Transportation Network Companies—Overview 9 As TNCs gained popularity with frustrated taxi riders, authorities were forced to find a way to regulate the new companies and their novel business model. Part of the challenge was to define the service; that is, no one exactly knew what these TNCs were: carpool, carshare, or taxi? A timeline illustrating the expansion of TNC operations and business development is presented in Exhibit 2-1. The CPUC led the way in 2013, creating a lightly regulated category for TNCs, separate from CPUC regulations for sedan companies and municipal regulations for taxis. Unlike sedan and taxi operators, TNCs could conduct their own driver background and vehicle checks and could rely primarily on drivers’ personal automobile insurance coverage. Most states followed this model over the next several years. State regulations sometimes pre- empted more restrictive city regulations, most notably in Texas. Houston, Austin, and, at times, San Antonio required fingerprinting as part of background checks for drivers. Uber and Lyft fiercely resisted fingerprinting drivers and lobbied heavily for statewide TNC regulation across the country. In 2016, Massachusetts legislation resulted in a TNC regulation requiring a full criminal background check for all TNC drivers.8 By early 2017, statewide regulation was the norm, with only a few cities (e.g., Austin, New York City, Chicago, Seattle, Portland [Oregon], Minneapolis, and Washington, D.C.) indepen- dently regulating TNCs. However, state legislation typically carved out an exception for airport authorities, which were allowed to regulate access to airport roadways separately from states. SOURCES: Personal communications from Lyft and Uber, August 2019; ACRP Project 01-35: Interim Report, March 2019. Exhibit 2-1. Timeline—transportation network companies. 8 Commonwealth of Massachusetts, Department of Public Utilities, 220 CMR 274.00: Transportation Network Companies, https://www.mass.gov/files/220_cmr_274_00_final_9-22-17_1.pdf (accessed May 2, 2018).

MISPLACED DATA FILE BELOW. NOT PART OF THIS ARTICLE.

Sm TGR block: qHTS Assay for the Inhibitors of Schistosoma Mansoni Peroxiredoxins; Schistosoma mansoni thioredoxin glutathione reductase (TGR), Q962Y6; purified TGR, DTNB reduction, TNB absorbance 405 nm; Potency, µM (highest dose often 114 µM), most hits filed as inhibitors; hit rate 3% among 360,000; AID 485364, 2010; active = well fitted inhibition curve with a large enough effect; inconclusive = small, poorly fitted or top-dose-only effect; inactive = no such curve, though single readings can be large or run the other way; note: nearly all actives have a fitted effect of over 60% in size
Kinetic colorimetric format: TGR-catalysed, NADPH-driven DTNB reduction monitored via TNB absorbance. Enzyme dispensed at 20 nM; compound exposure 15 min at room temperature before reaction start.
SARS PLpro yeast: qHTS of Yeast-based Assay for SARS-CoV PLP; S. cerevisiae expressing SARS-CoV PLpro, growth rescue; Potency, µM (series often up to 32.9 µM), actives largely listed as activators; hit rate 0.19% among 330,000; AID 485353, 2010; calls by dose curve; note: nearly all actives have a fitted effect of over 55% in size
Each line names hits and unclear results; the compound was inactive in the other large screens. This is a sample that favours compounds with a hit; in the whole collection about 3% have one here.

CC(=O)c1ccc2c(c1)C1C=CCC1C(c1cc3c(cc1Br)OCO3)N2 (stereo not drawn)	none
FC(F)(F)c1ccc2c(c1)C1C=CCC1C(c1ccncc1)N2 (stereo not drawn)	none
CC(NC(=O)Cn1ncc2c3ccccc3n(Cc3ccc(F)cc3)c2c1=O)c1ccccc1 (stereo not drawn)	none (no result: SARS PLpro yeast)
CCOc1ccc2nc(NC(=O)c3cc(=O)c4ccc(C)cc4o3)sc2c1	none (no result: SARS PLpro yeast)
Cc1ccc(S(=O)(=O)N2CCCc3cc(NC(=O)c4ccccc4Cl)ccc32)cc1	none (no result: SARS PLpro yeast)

10 Transportation Network Companies (TNCs): Impacts to Airport Revenues and Operations—Reference Guide (Appendix B provides references related to regulations and permits that govern TNC access to airports.) With fast and reliable service, low fares, comfort, and ease of payment, TNCs offered many users an improved service in urban mobility. TNCs were particularly popular as an alternative to inconvenient or unreliable taxi, bus, and subway services.9 TNCs also provided a means to avoid the cost of off-street parking, as well as avoid drinking and driving. At airports, TNCs offered an option to the cost and sometimes hassle of airport parking garages and car rentals. As TNCs drew patrons from taxis, buses, subways, and personally driven automobiles, their popularity drove down revenues for taxi owners and drivers, transit operators, downtown and airport garage owners, and airport rental car concessions. TNCs utilize efficiencies created by smartphone technology and relaxed regulatory require- ments. Their algorithms match riders with drivers on demand to minimize wait times com- pared with alternate modes. Smartphone apps eliminated the expense of back-office staff and dispatchers and treated drivers as independent contractors, which eliminated the cost of paid leave, health, and disability insurance. Drivers are required to purchase (or lease) and maintain their vehicles and provide automobile insurance, saving TNCs from paying these expenses. However, the principal reason TNCs offer lower fares is that they accept massive losses (sup- ported by venture capital) as a strategy to earn market share, not because of efficiencies or regulatory requirements. Using billions of dollars in venture capital, TNCs can offer passengers fare discounts and drivers financial incentives that, together with surge pricing, help ensure availability, particu- larly for periods like peak hour or when bars close late at night. Although Lyft and Uber both began TNC operations in San Francisco in 2012, Uber expanded more rapidly, offering service in 14 major cities by the end of 2012. Lyft caught up with Uber in geographic coverage in the United States after major expansions in 2016 and 2017. Both companies now cover over 95 percent of the U.S. population. (Sidecar went out of business at the end of 2015.) With respect to airports, TNCs quickly emerged as a popular ground access option. The first airport-issued agreement was at Nashville International Airport (BNA) in September 2014, quickly followed by SFO in October of the same year. By 2016 TNCs had agreements authorizing operations at about 60 airports. Yet 10 of the busiest (including Hartsfield-Jackson Atlanta Inter- national, Orlando International [MCO], Detroit Metropolitan Wayne County, Boston Logan International [BOS], and Philadelphia International Airports) still didn’t allow pick-ups unless drivers had a chauffeur’s license or livery plates. The negotiation and acceptance of operating terms and fees continued, with TNCs ultimately entering into agreements with most large-hub airports in North America.10 As of July 2019, Lyft has 368 authorized airport partners in North America. Their agreements come in various forms: the majority (more than 220) are executed permits; the balance is in accord with local ordinances or airport operator actions. 9 Siddiqui, F., “Falling Transit Ridership Poses an ‘Emergency’ for Cities, Experts Fear,” Washington Post, March 24, 2018. Ori, R., “Parking Lots Disappearing in Ride-Sharing Era as Downtown Construction Booms,” Chicago Tribune, March 23, 2018. Flamm, M., and D. Geiger, “Uber and Lyft Crushed Taxis—Is the Commercial Parking Industry Next?” Crain’s New York, February 21, 2018. Mandle, P., and S. Box. ACRP Synthesis 84: Transportation Network Companies: Challenges and Opportunities for Airport Operators, Transportation Research Board, 2017. Rosenthal, B., “‘They Were Conned’: How Reckless Loans Devastated a Generation of Taxi Drivers,” New York Times, May 19, 2019. 10 McCartney, Scott, “You Can’t Take an Uber Home from These Airports,” Wall Street Journal, July 6, 2016, https://www.wsj. com/articles/you-cant-take-an-uber-home-from-these-airports-1467829592 (accessed August 2, 2019).